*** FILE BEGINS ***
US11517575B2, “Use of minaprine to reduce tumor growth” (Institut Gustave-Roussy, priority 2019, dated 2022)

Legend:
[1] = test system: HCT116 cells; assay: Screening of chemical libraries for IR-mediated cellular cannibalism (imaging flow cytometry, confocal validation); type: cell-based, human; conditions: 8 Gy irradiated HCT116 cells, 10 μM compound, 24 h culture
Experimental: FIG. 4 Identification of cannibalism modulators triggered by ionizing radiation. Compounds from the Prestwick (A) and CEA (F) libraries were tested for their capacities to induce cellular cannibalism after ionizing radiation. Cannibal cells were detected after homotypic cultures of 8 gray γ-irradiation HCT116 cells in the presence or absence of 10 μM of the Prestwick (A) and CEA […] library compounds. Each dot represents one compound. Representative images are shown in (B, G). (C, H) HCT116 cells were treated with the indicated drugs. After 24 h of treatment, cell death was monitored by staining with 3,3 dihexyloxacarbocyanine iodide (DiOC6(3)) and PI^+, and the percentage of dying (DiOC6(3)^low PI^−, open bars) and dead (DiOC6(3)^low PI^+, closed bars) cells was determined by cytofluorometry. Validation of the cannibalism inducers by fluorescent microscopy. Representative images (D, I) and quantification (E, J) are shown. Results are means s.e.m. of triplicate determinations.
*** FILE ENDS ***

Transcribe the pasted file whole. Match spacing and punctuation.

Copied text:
US11517575B2, “Use of minaprine to reduce tumor growth” (Institut Gustave-Roussy, priority 2019, dated 2022)

Legend:
[1] = test system: HCT116 cells; assay: Screening of chemical libraries for IR-mediated cellular cannibalism (imaging flow cytometry, confocal validation); type: cell-based, human; conditions: 8 Gy irradiated HCT116 cells, 10 μM compound, 24 h culture
Experimental: FIG. 4 Identification of cannibalism modulators triggered by ionizing radiation. Compounds from the Prestwick (A) and CEA (F) libraries were tested for their capacities to induce cellular cannibalism after ionizing radiation. Cannibal cells were detected after homotypic cultures of 8 gray γ-irradiation HCT116 cells in the presence or absence of 10 μM of the Prestwick (A) and CEA […] library compounds. Each dot represents one compound. Representative images are shown in (B, G). (C, H) HCT116 cells were treated with the indicated drugs. After 24 h of treatment, cell death was monitored by staining with 3,3 dihexyloxacarbocyanine iodide (DiOC6(3)) and PI^+, and the percentage of dying (DiOC6(3)^low PI^−, open bars) and dead (DiOC6(3)^low PI^+, closed bars) cells was determined by cytofluorometry. Validation of the cannibalism inducers by fluorescent microscopy. Representative images (D, I) and quantification (E, J) are shown. Results are means s.e.m. of triplicate determinations.